The House of Representatives last week overwhelmingly passed a continuing resolution (CR) to avert a government shutdown and maintain funding for government operations through Dec. 11.
Of note for essential hospitals, the CR would delay the scheduled Medicaid disproportionate share hospital (DSH) cuts and modify the repayment terms for the Medicare Accelerated and Advance Payment Program.
The Senate is slated to consider the CR on Sept. 29, the day before the fiscal year ends. The president is expected to sign the legislation following Senate approval.
House Democrats Ready Additional COVID-19 Legislation
Meanwhile, House Speaker Nancy Pelosi (D-CA) asked committee chairs to draft revised COVID-19 legislation that might be considered this week.
During negotiations with the White House, Democrats offered to compromise on a COVID-19 relief package with a price tag of $2.2 trillion, which is about the midpoint between the cost of the House-passed HEROES Act ($3 trillion) and Senate Republican leadership’s Health, Economic Assistance, Liability Protection, and Schools (HEALS) Act ($1.1 trillion). However, the Senate did not vote on the HEALS Act, as some Republican lawmakers deemed it too expensive.
Pelosi’s action comes after many moderate Democrats in contested races expressed a need for the House to act on additional COVID-19 relief before the November elections. Republicans, however, have stated they are unlikely to support a bill costing more than $1.5 trillion.
At the same time, Pelosi and Treasury Secretary Steven Mnuchin reopened negotiations on another COVID-19 relief package. It is unclear whether the two sides can bridge the gap in their spending expectations for the next bill.
Supreme Court Confirmation Process Commences
Over the weekend, President Trump nominated Judge Amy Coney Barrett of the U.S. Court of Appeals for the Seventh Circuit to fill the vacancy left by the passing of Supreme Court Justice Ruth Bader Ginsburg. The president’s announcement officially initiated the confirmation process in the Senate.
Barrett will begin meetings with individual senators this week. The Senate Committee on Judiciary announced confirmation hearings will commence the week of Oct. 12. Senate Republican leaders are expected to hold the final vote to confirm Judge Barrett’s nomination before Election Day.
Senate Democrats have indicated they will oppose Judge Barrett’s confirmation based on the implications for affordable health care coverage. They contend that her confirmation would guarantee that the Supreme Court will find the Affordable Care Act, and its protections for people with pre-existing conditions, unconstitutional when the court hears the pending California v. Texas lawsuit.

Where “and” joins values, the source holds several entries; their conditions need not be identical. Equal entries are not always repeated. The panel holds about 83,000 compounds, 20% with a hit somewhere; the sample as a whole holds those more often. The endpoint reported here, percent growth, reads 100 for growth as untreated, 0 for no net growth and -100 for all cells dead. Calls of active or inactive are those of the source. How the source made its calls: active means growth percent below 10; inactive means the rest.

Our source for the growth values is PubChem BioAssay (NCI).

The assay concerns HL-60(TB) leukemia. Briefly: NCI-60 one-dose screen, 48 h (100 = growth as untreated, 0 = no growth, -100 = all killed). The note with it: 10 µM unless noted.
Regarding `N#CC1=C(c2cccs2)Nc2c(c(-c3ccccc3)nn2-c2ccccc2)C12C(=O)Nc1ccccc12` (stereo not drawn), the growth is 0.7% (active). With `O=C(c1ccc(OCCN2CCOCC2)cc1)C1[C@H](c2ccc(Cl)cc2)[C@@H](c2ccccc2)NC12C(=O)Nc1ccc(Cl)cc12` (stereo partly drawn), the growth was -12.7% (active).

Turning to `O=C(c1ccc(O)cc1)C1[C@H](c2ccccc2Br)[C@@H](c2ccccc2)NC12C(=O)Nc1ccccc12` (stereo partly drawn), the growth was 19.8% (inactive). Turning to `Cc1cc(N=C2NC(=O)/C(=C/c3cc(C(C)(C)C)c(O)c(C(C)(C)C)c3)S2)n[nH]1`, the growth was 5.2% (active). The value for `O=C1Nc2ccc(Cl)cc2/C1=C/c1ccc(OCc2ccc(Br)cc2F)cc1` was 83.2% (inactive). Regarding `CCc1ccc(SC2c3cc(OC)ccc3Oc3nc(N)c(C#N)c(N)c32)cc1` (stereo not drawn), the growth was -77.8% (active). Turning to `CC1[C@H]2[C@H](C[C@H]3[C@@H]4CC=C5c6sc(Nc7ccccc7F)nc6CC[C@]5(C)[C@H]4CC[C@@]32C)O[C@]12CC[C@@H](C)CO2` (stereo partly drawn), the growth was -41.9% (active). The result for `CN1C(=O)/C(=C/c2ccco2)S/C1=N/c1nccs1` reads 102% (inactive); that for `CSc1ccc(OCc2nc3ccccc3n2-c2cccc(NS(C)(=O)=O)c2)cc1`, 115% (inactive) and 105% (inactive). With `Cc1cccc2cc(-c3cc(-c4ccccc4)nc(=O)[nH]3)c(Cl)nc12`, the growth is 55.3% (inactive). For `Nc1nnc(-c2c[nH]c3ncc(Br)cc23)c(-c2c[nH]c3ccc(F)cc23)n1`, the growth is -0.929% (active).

Notable Legislation and Hearings
Meanwhile, the House is expected to vote on a slew of health care bills this week. Of particular note for essential hospitals, the House will vote on H.R. 4996, an association-supported bill to extend Medicaid coverage to 12 months postpartum.
The House this week also is slated to consider:
- H.R. 2075, legislation to reauthorize school-based health center funding through fiscal year 2024;
- H.R. 4861, which would create a program for screening and care in emergency departments (EDs) for patients at risk of suicide; and
- H.R. 2519, which would offer competitive grants for providers to offer continuing mental health care for individuals who present to the ED with an acute mental health episode.
In House committee work:
- the Committee on Oversight and Government Reform will hold a two-day hearing, Sept. 30 and Oct. 1, on high prescription drug prices, featuring several pharmaceutical executives;
- the Committee on Energy and Commerce Subcommittee on Oversight and Investigations will hold a Sept. 30 hearing on ensuring a safe and effective COVID-19 vaccine; and
- the Select Subcommittee on the Coronavirus Crisis will hold a hybrid hearing on Oct. 2, featuring Health and Human Services Secretary Alex Azar.